In this day and age of boundary pushing (if, indeed, any boundaries any longer exist to be pushed or crossed!), it is not terribly unusual to find "viral" advertising efforts being released into the wild as it were, with little (if any!) regard for the effects they might have on the health and image of the brand being "touted" or otherwise portrayed.
Is this wise? Is this prudent?
We here at Jay Standish, Inc. LLC have undertaken a weeks-long foray into the heart of darkness to investigate - and to answer! - those very queries.
For the purposes of this newsletter, we shall limit ourselves to a single instance of this phenomenon.
Perhaps you've heard of Belgium? It's a smallish country located in Europe in the general vicinity of France (and Germany!). Despite its somewhat nondescript nature and near-anonymity, Belgium is the source of much of the world's finest beers and chocolates (I can vouch for the former from personal experience, and Francis in our comestibles practice assures me that the latter is no less true!).
potentially-distressing details below
In addition to these two products (and perhaps in part due to the former!), this nation has created a new promotional opportunity - a cross between a urinal and a videogame. By directing one's "stream" onto strategically-placed sensor pads, one is able to interact with a game on a screen placed directly above the urinal-proper.
This cleverly named Place to PeeTM is the brain-child (so to speak!) of a pair of Belgians (an electrical engineer and a software developer) who apparently thought that time spent at the wall was wasted when one could be playing video games at the same time. (Apparently they are still working out how to make it more "gender neutral" as the design is quite misogynistic to-date.)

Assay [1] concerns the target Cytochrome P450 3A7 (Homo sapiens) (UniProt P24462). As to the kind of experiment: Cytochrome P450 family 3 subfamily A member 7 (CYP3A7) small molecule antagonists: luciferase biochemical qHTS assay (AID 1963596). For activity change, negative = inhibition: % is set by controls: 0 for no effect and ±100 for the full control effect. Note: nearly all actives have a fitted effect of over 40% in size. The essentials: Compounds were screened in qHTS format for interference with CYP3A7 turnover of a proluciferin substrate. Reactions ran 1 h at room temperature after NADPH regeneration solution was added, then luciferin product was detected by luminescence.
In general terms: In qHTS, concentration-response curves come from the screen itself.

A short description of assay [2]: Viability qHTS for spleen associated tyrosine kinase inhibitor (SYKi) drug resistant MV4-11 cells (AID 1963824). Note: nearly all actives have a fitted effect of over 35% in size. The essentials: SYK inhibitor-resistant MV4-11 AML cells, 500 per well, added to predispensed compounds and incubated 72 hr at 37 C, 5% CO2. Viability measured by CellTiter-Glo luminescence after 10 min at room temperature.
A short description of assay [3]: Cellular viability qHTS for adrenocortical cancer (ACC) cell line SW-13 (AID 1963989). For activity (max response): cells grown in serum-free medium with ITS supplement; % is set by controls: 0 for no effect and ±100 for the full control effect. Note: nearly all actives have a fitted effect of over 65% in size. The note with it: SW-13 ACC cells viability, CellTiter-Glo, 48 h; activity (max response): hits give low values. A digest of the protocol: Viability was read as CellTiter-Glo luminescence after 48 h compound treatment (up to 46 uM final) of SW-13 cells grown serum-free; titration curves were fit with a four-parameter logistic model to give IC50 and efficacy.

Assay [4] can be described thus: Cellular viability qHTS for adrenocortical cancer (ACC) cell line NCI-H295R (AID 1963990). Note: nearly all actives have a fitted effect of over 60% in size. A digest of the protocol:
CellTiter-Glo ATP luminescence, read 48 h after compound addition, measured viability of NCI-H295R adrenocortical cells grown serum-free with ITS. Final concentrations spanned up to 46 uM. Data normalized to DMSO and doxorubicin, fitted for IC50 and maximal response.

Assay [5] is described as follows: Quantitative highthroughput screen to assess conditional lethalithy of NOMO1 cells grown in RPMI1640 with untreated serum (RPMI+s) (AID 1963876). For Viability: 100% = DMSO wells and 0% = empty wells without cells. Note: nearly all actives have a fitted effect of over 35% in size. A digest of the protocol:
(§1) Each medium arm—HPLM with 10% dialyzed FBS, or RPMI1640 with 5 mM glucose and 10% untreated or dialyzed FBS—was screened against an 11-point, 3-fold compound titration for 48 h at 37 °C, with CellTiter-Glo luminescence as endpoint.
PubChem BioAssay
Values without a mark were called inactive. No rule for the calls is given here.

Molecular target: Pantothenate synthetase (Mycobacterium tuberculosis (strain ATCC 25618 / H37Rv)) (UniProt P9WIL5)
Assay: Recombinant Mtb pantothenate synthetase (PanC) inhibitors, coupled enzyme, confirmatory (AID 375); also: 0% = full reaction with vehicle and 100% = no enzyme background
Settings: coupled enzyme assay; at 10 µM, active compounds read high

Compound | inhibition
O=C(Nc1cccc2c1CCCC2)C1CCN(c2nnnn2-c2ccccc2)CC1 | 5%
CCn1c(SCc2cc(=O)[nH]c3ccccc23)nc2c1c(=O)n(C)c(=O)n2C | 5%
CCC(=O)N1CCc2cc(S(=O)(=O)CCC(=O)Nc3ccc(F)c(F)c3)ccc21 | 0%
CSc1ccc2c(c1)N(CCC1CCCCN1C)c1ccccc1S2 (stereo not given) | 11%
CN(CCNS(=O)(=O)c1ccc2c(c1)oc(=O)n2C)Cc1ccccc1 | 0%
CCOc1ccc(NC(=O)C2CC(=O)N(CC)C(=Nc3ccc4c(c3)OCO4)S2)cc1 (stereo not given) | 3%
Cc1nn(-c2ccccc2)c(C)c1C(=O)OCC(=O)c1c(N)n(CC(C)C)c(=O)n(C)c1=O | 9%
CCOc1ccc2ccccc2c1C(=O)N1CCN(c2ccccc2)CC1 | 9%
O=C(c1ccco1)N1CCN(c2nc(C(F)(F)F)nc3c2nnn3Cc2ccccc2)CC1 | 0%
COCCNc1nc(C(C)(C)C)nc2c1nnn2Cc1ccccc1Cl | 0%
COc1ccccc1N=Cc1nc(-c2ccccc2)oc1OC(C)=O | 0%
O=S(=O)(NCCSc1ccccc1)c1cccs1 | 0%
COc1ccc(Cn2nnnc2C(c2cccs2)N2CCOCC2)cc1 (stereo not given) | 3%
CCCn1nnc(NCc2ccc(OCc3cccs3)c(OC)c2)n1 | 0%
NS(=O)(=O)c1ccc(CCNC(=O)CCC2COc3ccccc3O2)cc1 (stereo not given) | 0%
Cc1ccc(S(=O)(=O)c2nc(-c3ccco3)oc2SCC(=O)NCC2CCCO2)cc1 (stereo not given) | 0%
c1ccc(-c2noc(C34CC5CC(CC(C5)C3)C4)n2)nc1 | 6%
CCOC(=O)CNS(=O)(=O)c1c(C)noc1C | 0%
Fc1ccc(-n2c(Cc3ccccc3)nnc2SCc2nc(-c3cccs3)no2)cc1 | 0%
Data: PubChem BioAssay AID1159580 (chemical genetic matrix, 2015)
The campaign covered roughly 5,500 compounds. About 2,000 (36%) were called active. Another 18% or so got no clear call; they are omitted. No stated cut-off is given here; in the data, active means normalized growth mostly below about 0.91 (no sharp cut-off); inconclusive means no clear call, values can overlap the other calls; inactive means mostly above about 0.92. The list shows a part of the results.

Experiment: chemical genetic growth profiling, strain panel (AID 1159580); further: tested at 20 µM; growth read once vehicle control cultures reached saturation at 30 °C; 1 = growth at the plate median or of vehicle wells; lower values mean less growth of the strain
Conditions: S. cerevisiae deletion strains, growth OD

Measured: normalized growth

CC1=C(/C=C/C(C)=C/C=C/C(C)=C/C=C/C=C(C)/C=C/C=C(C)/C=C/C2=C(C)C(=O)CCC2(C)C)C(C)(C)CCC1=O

"But what," you no doubt ask, "has this to do with marketers pushing the boundaries of taste?" Ah, let me explicate and so forth.
This Place to PeeTM is meant as a promotional attraction to be set up at, for example, a product demonstration for a new vehicle. Suppose one were launching a new, high-performance vehicle, and suppose part of that launch activity to be a demonstration of that vehicle's capabilities at a some-what remote location. Part of the accoutrements of this demonstration would (no doubt!) be tasty beverages - likely of the non-alcoholic persuasion, given the whole drinking and driving thing. Still, even Pepsi® products or Iced Tea tend not to stay locked up forever (if you'll pardon the imagery), and having an entertaining way to relieve one's customers might be seen as a value-added proposition.
The question remains, however - how will this affect the brand perception? will there be a positive (or negative!) rub-off from the recreational micturating?
Our research indicates that the amount, and direction, of brand association varies with both age and sex. Young men tend to see this as "cool" and "hip" and "with it," while older women tend to see it as "vulgar" or "disgusting." Those between these two poles tend to have reactions between the poles as well.
So, returning to our hypothetical product demonstration, the appropriateness of this kind of value-add seems to be based mainly on the target audience of the marketer's product. Were this a family vehicle (e.g. a mini-van or other station-wagon-esque vehicle) with a significant appeal to families and women, the risk would seem far too high, while in the case of a lower-priced, two-seat sporty car aimed at young men, there might be no problem at all.
This all stands (no pun intended!) in stark contrast to a smoothly rendered full-motion video (with stereophonic sound-track accompaniment!) playing on a CoollMisstTM equipped beverage dispenser. Without being too self-serving (at any rate, attempting to avoid such appearance!), we also would like to pass on the fact that our research indicates that all ages, sexes, and ethnicities are equally receptive to such a machine and such an exposure.
As with all marketing quandaries and conundra, the wise seller will consult a professional before beginning any program. We await your comments (and enquiries!).
Last time, Jay wrote about the wisdom of playing tricks on one's customers:
George Parker responded:
"Not only are you one of the dumbest @$$#013$ I've ever seen, if a company played a trick on me I'd either congratulate them or tell them to go f..."
George, you seem to have a little trouble expressing yourself in the Queen's own English. Calm down, take a few deep breaths, and try again when your vocabulary returns.